Does My Income Matter When I File for Bankruptcy?

by Luke Homen

Your income is a significant factor in personal bankruptcy cases. If it’s too high, you won’t be able to use Chapter 7 (liquidation) to discharge your debts and obligations unless your living expenses are high too. The concepts are simple, but how this may work for you may not be.

There is no “one size fits all” bankruptcy. Choosing the right one based on your income, goals, and needs will give you the best results. The Convenient Bankruptcy team can help you explore your options. Call us at 405-296-0069 or fill out our online contact form, and our bankruptcy attorneys will contact you.

What is Bankruptcy?

Does My Income Matter When I File for Bankruptcy?Thanks to federal laws, bankruptcy allows you to declare that you can’t pay your obligations. Through a complex process, your debts may be discharged, so you need not pay them, but some debts, like child support, will remain. Your assets may be sold to pay your debts (Chapter 7), or you may need to pay them over time (Chapter 13) to keep at least some of your assets. Our bankruptcy lawyers in Oklahoma can guide you through this process to ensure you make the best decisions for your financial future.

What are the Options for Personal Bankruptcies?

The two primary choices for personal bankruptcy are:

  • Chapter 7: Your eligible unsecured debts are “discharged” (so you need not pay them), preventing your creditors from ever collecting them after assets are sold to pay them. To qualify, you can’t be a high-earning individual. 
  • Chapter 13: Your debts are reorganized, and you pay your obligations (or a portion of them, depending on your circumstances) over three to five years. You may be able to keep property that would be sold in a Chapter 7 case. Chapter 13 is commonly used by those with higher incomes and people who want to try to stop their home from being foreclosed upon.

If you can’t keep up with the Chapter 13 payment plan, your case will convert to Chapter 7.

How Does Income Play a Role in Bankruptcy Filing?

There’s a “means test” for Chapter 7. Congress enacted it to close what they saw as a way for high-income debtors to lose what might be limited assets and pay what could be substantial debts.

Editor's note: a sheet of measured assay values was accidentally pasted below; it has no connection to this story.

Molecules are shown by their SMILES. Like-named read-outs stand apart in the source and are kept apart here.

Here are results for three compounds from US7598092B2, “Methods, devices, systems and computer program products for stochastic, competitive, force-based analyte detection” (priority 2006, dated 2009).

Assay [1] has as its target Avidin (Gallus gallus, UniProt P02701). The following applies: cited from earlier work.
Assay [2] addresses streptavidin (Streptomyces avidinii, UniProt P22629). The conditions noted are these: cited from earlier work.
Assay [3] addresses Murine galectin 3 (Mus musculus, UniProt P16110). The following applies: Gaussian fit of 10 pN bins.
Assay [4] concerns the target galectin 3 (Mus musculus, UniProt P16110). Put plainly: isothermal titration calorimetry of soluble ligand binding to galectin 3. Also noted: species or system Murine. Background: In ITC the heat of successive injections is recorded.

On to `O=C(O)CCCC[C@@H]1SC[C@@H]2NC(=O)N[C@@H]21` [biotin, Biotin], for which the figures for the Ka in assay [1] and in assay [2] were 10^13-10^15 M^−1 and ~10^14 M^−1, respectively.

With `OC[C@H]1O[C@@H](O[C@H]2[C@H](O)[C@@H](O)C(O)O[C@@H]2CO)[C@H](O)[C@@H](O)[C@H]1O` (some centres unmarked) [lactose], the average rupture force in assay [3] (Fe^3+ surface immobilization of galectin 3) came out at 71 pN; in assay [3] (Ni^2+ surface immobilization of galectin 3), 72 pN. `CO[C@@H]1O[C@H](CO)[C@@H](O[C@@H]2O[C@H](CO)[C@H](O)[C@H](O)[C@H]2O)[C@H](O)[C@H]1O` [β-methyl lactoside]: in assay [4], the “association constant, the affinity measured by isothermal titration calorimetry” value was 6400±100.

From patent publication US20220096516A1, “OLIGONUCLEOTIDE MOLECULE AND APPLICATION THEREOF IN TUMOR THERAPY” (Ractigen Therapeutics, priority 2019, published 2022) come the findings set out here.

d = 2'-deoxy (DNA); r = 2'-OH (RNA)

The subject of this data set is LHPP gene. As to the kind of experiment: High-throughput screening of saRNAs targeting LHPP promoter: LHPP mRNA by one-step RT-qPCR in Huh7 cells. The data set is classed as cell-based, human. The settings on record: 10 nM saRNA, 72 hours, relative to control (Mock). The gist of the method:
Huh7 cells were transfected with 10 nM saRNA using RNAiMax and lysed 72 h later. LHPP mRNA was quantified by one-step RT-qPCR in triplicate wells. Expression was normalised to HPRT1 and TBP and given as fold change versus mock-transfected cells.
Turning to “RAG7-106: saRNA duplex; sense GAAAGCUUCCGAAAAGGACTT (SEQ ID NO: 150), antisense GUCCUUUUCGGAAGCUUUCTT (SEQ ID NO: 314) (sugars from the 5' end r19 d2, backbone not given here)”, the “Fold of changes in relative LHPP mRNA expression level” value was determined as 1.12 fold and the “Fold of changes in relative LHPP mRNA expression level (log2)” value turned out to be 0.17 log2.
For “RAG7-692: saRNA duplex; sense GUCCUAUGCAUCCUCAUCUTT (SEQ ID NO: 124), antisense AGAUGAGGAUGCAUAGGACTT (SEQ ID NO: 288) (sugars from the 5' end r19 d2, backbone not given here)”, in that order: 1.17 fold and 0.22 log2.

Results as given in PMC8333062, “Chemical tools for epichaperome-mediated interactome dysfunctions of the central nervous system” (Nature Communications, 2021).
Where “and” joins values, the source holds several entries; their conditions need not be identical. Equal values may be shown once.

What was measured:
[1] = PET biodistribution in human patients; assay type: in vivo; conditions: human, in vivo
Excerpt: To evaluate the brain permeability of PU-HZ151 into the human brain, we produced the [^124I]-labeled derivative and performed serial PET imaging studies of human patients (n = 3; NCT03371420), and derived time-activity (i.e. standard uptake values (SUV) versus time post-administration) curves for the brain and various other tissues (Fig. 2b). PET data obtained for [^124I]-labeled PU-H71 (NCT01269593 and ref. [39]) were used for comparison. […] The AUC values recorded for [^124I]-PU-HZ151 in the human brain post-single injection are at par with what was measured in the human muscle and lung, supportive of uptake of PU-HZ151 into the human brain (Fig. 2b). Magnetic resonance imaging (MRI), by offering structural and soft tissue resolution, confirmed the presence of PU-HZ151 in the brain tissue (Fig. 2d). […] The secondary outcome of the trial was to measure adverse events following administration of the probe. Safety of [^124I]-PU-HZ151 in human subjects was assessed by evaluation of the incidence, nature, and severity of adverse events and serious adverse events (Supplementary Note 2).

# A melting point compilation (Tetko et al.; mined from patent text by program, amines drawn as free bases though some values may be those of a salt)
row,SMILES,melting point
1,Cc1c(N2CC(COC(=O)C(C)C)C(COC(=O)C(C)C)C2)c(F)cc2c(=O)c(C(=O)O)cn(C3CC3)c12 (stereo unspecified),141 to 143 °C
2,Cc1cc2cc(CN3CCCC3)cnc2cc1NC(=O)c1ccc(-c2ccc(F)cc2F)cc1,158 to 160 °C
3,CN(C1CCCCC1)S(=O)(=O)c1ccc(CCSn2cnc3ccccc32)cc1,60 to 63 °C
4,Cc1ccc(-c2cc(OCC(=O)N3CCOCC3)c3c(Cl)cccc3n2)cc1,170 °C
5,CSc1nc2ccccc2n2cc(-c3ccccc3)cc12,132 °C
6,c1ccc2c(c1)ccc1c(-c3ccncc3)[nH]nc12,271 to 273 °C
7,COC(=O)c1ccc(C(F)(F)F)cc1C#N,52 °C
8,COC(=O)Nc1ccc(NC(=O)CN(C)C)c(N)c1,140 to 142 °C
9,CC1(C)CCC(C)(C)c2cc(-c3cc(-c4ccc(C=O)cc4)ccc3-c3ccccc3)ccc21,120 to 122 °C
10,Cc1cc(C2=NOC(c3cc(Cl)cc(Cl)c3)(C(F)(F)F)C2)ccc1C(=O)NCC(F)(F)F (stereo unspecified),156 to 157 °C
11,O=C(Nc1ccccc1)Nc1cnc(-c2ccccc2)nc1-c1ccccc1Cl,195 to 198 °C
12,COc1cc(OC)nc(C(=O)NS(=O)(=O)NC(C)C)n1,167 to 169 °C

A formula places these types of debtors in Chapter 13, where they’d be required to pay debts over time. Chapter 13 payment schedules can be very strict, as well. So, only those with disposable incomes would be able to make these payments and pay their living expenses.

The means test determines your disposable income by taking into account your:

  • Income
  • Expenses
  • Family size
  • Debts
  • Special circumstances

Most of those seeking Chapter 7 protection pass the means test. It allows those with consumer debts (like credit cards and medical bills) to use Chapter 7, while debtors whose obligations are related to a business they own are directed to Chapter 13. The test has two parts:

  • Is your income less than your state’s average median income? This is based on what you earned in the last six months, which is doubled, to develop a figure for a year’s time. The first part of the means test checks whether your household income is below Oklahoma’s median income. There can be adjustments for recently lost or gained jobs. If your income is less than the median, you pass the test.
  • If it’s more, the next step is documenting and calculating your “allowable expenses,” which cover living expenses like groceries, clothing, car payments, rent, and medical costs from the past six months. This is deducted from your household income to determine your disposable income. If it’s low enough, you can use Chapter 7.

The test has some flexibility, so even if you think your income is too high, if your expenses are also substantial, you may still be able to seek Chapter 7 protection.

Have Questions or Concerns About Bankruptcy? We’re Here to Help

If you or your business have financial difficulty and think bankruptcy might be an option, set up a free, confidential consultation with a Convenient Bankruptcy attorney. We can discuss your situation, income, priorities, and best options for reaching your goals.

This is an area of the law where doing it yourself can cause severe financial losses. There is much at stake in bankruptcy, so it’s worth consulting with a Tulsa bankruptcy lawyer. Schedule a consultation with the Convenient Bankruptcy team by calling us at 405-296-0069 or contact us online to set up a time to talk. You’ll be glad you did.

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